There is an easy way to re-inflate the economy. Just abate everyone’s income, business and payroll taxes for a year, two years, or even longer if necessary.
Policy right now has become a mad scramble to get money flowing through the veins and arteries of the economy. We have Congress passing huge spending bills that depend on fiscal deficits. We have the Treasury trying to convince us that securities based on existing mortgages are worth much more than everyone knows. We have the FDIC trying to convince us that people in distressed mortgages shouldn’t be allowed to default. And we have the Fed monetizing hundreds of billions of dollars’ worth of Treasury debt.
Why does all of this inflationary activity have no effect on prices? Because credit intermediation is still frozen at levels far below the norms of recent years. Inflation isn’t too many dollars; it’s too many dollars chasing too few goods. The roughly two-thirds of retail and business credit that has been being supplied by asset securitizations is now gone, and there’s no way for it to come back except at much higher interest rates. Which is to say, it won’t happen, because those higher rates cut against the logic of borrowing money in the first place.
We’re caught in a deflationary cycle which may or may not be every bit as bad as that of 1930-32. There’s no way to actually know that, because today’s monetary authorities, with Ben Bernanke at the head of the list, understand how important it is to counteract deflation. They’ve ginned up a gale of inflation, blowing in the opposite direction from the gale of deflation, and they’re roughly canceling each other out. (We are starting to see some asset bubbles begin to re-form, of course. Keep your eyes on oil and gold again, as well as U.S. Treasury debt.)
Everyone in Washington is looking for a magic bullet that will cause GDP growth to start spinning back up, so they can tell us the crisis is over. Well, GDP rose strongly nearly every year from 1933 until the start of World War II. Nominal GDP growth doesn’t mean an end to depressed conditions. It just means things could be even worse than they are.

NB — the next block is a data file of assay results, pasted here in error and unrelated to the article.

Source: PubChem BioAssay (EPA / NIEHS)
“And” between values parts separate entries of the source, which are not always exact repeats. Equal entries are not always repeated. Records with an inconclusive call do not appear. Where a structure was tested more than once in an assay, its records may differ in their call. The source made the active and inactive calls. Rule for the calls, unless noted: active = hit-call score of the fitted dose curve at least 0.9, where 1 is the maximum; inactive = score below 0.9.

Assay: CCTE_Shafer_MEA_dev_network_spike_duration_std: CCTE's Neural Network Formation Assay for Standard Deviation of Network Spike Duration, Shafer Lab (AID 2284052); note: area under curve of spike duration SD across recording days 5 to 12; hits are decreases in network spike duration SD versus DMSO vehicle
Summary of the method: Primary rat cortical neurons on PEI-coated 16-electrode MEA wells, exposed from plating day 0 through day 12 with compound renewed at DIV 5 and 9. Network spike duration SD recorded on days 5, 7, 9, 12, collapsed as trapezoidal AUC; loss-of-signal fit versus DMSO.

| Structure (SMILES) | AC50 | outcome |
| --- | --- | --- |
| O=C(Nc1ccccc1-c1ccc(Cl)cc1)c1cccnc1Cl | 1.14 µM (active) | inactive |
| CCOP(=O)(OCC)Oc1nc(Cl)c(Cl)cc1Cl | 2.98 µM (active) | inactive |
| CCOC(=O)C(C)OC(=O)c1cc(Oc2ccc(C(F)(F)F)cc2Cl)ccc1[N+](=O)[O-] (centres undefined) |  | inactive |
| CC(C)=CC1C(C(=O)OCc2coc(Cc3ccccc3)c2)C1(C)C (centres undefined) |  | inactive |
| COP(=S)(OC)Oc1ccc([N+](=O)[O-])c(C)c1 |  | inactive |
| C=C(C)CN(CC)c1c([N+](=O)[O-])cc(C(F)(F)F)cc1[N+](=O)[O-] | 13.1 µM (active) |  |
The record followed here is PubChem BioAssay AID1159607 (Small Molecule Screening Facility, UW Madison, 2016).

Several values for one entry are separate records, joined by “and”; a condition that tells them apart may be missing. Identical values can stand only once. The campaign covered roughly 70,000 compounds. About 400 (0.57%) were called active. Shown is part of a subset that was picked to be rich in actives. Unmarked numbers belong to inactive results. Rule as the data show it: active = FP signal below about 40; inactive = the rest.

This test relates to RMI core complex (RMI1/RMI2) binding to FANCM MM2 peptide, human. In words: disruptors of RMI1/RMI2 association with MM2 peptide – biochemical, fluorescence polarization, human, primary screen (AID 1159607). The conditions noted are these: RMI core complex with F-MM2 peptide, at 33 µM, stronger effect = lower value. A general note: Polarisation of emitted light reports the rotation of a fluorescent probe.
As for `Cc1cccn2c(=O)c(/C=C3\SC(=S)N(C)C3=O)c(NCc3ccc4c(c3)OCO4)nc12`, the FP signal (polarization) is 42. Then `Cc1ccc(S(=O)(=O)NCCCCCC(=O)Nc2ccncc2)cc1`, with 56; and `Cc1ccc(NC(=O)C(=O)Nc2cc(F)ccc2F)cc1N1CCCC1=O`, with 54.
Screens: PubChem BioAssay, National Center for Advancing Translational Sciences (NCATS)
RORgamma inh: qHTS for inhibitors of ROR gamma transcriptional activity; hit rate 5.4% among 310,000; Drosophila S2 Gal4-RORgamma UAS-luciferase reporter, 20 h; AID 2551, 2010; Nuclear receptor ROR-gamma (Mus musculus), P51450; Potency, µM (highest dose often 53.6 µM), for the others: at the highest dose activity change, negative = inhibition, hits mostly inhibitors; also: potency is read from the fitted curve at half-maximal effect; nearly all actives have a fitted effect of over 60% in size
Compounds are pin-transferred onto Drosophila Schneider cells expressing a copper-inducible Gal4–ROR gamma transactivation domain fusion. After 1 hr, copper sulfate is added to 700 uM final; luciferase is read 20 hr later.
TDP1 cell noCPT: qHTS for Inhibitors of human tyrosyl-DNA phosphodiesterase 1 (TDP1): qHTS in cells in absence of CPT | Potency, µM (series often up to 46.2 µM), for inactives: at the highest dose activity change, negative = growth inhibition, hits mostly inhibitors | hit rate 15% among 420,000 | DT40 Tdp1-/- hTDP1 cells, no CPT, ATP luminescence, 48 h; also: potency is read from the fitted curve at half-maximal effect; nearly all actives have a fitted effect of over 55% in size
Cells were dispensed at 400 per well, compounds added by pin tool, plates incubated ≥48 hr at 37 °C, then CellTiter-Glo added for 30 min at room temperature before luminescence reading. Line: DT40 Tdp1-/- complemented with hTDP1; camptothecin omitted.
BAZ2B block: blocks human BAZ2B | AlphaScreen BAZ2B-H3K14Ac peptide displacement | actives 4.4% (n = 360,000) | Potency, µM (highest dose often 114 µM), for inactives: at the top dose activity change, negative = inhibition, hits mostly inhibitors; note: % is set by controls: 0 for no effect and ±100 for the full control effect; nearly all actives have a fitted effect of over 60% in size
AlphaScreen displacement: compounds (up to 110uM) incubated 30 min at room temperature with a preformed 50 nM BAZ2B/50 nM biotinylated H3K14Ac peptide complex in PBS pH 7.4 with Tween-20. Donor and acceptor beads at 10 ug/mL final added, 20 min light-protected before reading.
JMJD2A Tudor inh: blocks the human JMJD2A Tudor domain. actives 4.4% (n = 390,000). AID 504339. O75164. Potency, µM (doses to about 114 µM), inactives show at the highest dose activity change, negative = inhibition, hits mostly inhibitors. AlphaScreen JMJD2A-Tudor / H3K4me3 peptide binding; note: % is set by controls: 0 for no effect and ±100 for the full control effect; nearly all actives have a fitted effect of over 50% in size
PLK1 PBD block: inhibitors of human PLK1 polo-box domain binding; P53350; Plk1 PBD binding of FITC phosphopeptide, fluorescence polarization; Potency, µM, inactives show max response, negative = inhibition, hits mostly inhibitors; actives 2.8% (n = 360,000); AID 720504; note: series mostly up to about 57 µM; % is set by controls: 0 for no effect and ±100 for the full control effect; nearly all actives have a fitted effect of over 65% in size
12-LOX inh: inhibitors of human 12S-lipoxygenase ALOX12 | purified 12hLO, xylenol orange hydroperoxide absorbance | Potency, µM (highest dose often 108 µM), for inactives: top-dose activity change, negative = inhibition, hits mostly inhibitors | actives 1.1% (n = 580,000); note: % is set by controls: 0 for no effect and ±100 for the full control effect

What if it turns out that credit intermediation via asset securitization really doesn’t make a comeback? What if we have to start depending on banks again for credit? This is a plausible strategy, but it depends on increasing capital in traditional banks.
What’s an easy way to do that? Abate every single dime of income, business and payroll tax for at least a year.
This would produce fiscal deficits that aren’t much larger than the ones we’re already talking about; and they would be sustainable, on a percentage-of-GDP basis. The extra money not taken in taxes would find its way magically into savings accounts held by consumers. (Mainstream economists, of course, consider this a bad thing.) When it gets there, the money would automatically increase the capital levels of the banks that aren’t badly hamstrung with legacy mortgage portfolios. There are thousands of these banks in the U.S., many of them community or regional banks that have not been damaged by the crisis.
Many people fail to appreciate that the federal government doesn’t need to collect taxes in order to spend money. It prints its own money. In a fiat-money world with a very large government, the only economic reason to collect taxes is to control the overall inflation level. But today, the whole problem in the economy is deflation rather than inflation. The most direct way of counteracting it is to abate tax collections. So let’s declare a full federal tax holiday. And let’s give it a year or two or three to work. Private credit formation will come back and the economy will start growing again.